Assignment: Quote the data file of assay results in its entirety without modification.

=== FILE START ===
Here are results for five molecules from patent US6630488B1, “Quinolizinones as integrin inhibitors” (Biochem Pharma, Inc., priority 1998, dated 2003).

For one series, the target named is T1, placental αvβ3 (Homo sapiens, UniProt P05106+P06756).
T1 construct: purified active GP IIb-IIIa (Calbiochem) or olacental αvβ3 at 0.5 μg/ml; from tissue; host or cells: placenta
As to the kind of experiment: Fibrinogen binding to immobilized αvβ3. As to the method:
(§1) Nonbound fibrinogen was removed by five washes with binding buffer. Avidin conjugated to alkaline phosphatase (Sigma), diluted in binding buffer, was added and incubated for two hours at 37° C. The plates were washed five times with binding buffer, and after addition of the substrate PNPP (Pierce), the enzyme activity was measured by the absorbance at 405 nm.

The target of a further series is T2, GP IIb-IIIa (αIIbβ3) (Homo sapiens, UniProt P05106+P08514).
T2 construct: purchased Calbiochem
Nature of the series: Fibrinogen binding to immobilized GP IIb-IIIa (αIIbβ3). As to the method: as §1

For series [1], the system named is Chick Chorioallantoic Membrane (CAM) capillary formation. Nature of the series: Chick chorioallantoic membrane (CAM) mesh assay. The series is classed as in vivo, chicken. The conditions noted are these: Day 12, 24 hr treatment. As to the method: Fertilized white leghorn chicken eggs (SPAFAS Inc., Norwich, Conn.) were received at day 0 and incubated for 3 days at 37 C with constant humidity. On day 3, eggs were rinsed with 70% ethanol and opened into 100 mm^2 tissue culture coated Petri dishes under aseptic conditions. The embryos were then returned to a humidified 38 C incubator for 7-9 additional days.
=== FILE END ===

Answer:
Here are results for five molecules from patent US6630488B1, “Quinolizinones as integrin inhibitors” (Biochem Pharma, Inc., priority 1998, dated 2003).

For one series, the target named is T1, placental αvβ3 (Homo sapiens, UniProt P05106+P06756).
T1 construct: purified active GP IIb-IIIa (Calbiochem) or olacental αvβ3 at 0.5 μg/ml; from tissue; host or cells: placenta
As to the kind of experiment: Fibrinogen binding to immobilized αvβ3. As to the method:
(§1) Nonbound fibrinogen was removed by five washes with binding buffer. Avidin conjugated to alkaline phosphatase (Sigma), diluted in binding buffer, was added and incubated for two hours at 37° C. The plates were washed five times with binding buffer, and after addition of the substrate PNPP (Pierce), the enzyme activity was measured by the absorbance at 405 nm.

The target of a further series is T2, GP IIb-IIIa (αIIbβ3) (Homo sapiens, UniProt P05106+P08514).
T2 construct: purchased Calbiochem
Nature of the series: Fibrinogen binding to immobilized GP IIb-IIIa (αIIbβ3). As to the method: as §1

For series [1], the system named is Chick Chorioallantoic Membrane (CAM) capillary formation. Nature of the series: Chick chorioallantoic membrane (CAM) mesh assay. The series is classed as in vivo, chicken. The conditions noted are these: Day 12, 24 hr treatment. As to the method: Fertilized white leghorn chicken eggs (SPAFAS Inc., Norwich, Conn.) were received at day 0 and incubated for 3 days at 37 C with constant humidity. On day 3, eggs were rinsed with 70% ethanol and opened into 100 mm^2 tissue culture coated Petri dishes under aseptic conditions. The embryos were then returned to a humidified 38 C incubator for 7-9 additional days.